Have you ever seen a Karner blue butterfly? You may have. It’s a species of endangered butterfly found in the Great Lakes states, and some eastern states. According to the US Fish and Wildlife Service, it’s most common in Wisconsin.
The male Karner blue butterfly is silvery blue, with narrow black margins. The female is grayish brown with orange crescents on its wings. The species of butterfly has been federally listed as an endangered species since 1992, due to loss of its natural habitat and a narrow food source.
Chelsea Weinzinger is the Karner Blue Butterfly Recovery Coordinator at the Wisconsin Department of Natural Resources. She says the local landscape is important to the existence of the species.
“One of the main contributing factors is their dependence on wild lupine. That is their only host plant, so that means when Karner are in their larvae stage, they can only eat wild lupine. In the Karner’s case, there is only one species of wild lupine, and that’s the only one that they can eat,” says Weinzinger.
She adds that another limiting factor is that lupine prefers to grow on sandy soils, such as savannah. They can also grow on prairies and along roadsides, but these habitats themselves are at high risk of being lost. And there are other factors, such as nectar resource availability, and climate, which threaten the butterfly.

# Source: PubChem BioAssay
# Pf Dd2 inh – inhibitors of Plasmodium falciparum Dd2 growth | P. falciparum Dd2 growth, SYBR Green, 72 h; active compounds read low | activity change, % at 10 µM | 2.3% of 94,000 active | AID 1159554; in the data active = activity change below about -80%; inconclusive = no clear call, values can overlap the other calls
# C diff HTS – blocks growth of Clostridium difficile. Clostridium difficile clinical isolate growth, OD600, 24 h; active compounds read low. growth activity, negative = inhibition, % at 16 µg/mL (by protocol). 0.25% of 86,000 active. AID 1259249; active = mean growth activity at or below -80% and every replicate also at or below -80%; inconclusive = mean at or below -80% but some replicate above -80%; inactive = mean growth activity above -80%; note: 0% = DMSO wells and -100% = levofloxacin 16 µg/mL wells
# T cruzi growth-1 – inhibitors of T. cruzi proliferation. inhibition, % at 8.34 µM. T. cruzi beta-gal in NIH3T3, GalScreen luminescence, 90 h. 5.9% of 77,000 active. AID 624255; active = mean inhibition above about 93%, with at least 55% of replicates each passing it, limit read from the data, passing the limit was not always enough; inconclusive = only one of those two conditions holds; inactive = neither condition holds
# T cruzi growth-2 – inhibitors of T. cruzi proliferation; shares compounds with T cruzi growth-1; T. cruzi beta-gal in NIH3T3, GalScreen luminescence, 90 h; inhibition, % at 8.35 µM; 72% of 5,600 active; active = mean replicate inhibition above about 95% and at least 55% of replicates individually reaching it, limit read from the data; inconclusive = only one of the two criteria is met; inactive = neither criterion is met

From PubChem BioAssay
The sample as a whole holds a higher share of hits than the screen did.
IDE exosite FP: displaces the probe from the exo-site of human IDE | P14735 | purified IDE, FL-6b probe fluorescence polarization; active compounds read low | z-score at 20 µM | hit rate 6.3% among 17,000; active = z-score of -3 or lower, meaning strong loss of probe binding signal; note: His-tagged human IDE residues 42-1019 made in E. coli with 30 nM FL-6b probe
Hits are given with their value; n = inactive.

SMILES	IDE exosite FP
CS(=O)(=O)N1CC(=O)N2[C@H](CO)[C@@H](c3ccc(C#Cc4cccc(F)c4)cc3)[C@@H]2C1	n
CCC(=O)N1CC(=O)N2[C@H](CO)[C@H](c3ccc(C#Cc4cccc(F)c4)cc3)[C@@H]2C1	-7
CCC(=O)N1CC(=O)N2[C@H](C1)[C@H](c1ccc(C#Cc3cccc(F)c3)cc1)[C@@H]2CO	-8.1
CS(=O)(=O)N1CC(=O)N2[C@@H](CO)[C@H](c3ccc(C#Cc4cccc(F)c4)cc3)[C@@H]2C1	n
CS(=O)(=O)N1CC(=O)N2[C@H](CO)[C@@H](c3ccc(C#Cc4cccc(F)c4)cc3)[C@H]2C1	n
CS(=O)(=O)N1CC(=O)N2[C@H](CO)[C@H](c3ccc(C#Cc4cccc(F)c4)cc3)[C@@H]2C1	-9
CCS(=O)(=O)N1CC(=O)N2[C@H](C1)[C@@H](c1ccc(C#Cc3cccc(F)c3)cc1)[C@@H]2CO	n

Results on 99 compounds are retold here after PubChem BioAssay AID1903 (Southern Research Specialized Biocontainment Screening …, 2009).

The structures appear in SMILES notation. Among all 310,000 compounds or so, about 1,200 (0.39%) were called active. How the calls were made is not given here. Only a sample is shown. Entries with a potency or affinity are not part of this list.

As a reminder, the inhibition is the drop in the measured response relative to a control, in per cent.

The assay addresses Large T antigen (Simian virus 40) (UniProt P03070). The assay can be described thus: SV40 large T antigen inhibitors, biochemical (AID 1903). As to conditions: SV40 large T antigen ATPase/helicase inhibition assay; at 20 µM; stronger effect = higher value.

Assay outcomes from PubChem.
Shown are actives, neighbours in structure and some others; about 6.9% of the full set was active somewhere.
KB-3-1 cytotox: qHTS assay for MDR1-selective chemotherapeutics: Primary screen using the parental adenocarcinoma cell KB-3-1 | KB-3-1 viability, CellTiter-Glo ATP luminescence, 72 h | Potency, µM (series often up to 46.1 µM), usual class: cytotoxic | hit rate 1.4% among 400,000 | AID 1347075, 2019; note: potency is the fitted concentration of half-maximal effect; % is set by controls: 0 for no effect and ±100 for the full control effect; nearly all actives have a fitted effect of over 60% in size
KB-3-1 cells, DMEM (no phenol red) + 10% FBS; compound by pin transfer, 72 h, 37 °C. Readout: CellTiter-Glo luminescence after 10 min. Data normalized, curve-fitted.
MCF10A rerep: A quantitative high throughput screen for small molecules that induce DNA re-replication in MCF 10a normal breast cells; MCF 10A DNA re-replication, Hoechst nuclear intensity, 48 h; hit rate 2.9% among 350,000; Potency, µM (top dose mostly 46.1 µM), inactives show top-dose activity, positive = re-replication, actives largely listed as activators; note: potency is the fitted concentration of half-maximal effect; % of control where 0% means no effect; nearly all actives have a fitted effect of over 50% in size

According to the DNR’s abundance data, the population of the Karner blue butterfly may be improving. 2015 to 2017 marked the highest population estimates for the butterfly, with 2016 being a record year. Weinzinger says that these Karner blue butterfly populations appear to build up and hit a peak, then crash and start to build themselves up again, a cyclical trend observed at certain sites.
Weinzinger says monitoring and recovery efforts are crucial to the recovery of the species.
“Monitoring the species is an important way to work towards recovery. Another important thing the DNR is working on is habitat restoration. Working towards keeping those habitats, like barrens and savannas, we want to keep them open and prevent the canopy from closing completely in those areas.”
And the Wisconsin Department of Natural Resources is asking for your help with the Karner Blue Butterfly, including volunteering to survey the butterfly. Anyone interested in volunteering can find more information here. There is also a virtual field day on June 11th at 1pm. To sign up for that program, email Chelsea.Weinzinger@wisconsin.gov.